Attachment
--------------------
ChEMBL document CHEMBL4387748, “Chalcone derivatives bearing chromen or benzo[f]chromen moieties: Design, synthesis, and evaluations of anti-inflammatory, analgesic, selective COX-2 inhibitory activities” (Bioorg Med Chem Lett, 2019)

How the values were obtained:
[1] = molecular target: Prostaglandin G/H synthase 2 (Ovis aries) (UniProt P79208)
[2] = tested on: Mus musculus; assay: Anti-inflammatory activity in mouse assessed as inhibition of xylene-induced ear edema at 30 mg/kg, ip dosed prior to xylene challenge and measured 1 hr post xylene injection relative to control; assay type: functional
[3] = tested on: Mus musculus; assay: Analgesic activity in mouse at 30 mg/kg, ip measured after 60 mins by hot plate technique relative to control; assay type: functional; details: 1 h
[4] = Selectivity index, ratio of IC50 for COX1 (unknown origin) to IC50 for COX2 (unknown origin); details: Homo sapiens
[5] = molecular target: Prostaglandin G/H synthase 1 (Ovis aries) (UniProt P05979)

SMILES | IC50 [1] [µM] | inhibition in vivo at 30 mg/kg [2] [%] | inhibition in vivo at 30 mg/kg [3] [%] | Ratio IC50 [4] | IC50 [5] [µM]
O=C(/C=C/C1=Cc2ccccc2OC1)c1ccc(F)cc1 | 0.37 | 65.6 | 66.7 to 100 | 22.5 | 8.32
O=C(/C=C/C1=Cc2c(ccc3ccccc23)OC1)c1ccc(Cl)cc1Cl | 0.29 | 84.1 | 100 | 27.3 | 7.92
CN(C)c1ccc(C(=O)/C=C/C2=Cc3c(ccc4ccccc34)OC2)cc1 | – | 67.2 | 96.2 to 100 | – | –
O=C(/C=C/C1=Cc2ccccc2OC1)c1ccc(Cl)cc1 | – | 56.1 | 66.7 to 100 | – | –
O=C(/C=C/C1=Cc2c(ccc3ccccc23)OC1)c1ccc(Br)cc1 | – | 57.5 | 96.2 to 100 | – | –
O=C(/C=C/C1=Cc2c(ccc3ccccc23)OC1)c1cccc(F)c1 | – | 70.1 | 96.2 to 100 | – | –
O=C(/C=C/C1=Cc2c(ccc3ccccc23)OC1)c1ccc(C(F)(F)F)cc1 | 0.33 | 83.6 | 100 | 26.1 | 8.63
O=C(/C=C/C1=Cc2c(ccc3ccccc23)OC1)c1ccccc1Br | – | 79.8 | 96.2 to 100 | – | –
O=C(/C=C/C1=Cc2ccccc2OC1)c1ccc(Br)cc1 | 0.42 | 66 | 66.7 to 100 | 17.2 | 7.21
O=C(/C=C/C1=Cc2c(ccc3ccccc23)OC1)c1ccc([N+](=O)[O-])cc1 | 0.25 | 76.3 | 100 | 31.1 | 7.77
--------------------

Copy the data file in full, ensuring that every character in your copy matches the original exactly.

ChEMBL document CHEMBL4387748, “Chalcone derivatives bearing chromen or benzo[f]chromen moieties: Design, synthesis, and evaluations of anti-inflammatory, analgesic, selective COX-2 inhibitory activities” (Bioorg Med Chem Lett, 2019)

How the values were obtained:
[1] = molecular target: Prostaglandin G/H synthase 2 (Ovis aries) (UniProt P79208)
[2] = tested on: Mus musculus; assay: Anti-inflammatory activity in mouse assessed as inhibition of xylene-induced ear edema at 30 mg/kg, ip dosed prior to xylene challenge and measured 1 hr post xylene injection relative to control; assay type: functional
[3] = tested on: Mus musculus; assay: Analgesic activity in mouse at 30 mg/kg, ip measured after 60 mins by hot plate technique relative to control; assay type: functional; details: 1 h
[4] = Selectivity index, ratio of IC50 for COX1 (unknown origin) to IC50 for COX2 (unknown origin); details: Homo sapiens
[5] = molecular target: Prostaglandin G/H synthase 1 (Ovis aries) (UniProt P05979)

SMILES | IC50 [1] [µM] | inhibition in vivo at 30 mg/kg [2] [%] | inhibition in vivo at 30 mg/kg [3] [%] | Ratio IC50 [4] | IC50 [5] [µM]
O=C(/C=C/C1=Cc2ccccc2OC1)c1ccc(F)cc1 | 0.37 | 65.6 | 66.7 to 100 | 22.5 | 8.32
O=C(/C=C/C1=Cc2c(ccc3ccccc23)OC1)c1ccc(Cl)cc1Cl | 0.29 | 84.1 | 100 | 27.3 | 7.92
CN(C)c1ccc(C(=O)/C=C/C2=Cc3c(ccc4ccccc34)OC2)cc1 | – | 67.2 | 96.2 to 100 | – | –
O=C(/C=C/C1=Cc2ccccc2OC1)c1ccc(Cl)cc1 | – | 56.1 | 66.7 to 100 | – | –
O=C(/C=C/C1=Cc2c(ccc3ccccc23)OC1)c1ccc(Br)cc1 | – | 57.5 | 96.2 to 100 | – | –
O=C(/C=C/C1=Cc2c(ccc3ccccc23)OC1)c1cccc(F)c1 | – | 70.1 | 96.2 to 100 | – | –
O=C(/C=C/C1=Cc2c(ccc3ccccc23)OC1)c1ccc(C(F)(F)F)cc1 | 0.33 | 83.6 | 100 | 26.1 | 8.63
O=C(/C=C/C1=Cc2c(ccc3ccccc23)OC1)c1ccccc1Br | – | 79.8 | 96.2 to 100 | – | –
O=C(/C=C/C1=Cc2ccccc2OC1)c1ccc(Br)cc1 | 0.42 | 66 | 66.7 to 100 | 17.2 | 7.21
O=C(/C=C/C1=Cc2c(ccc3ccccc23)OC1)c1ccc([N+](=O)[O-])cc1 | 0.25 | 76.3 | 100 | 31.1 | 7.77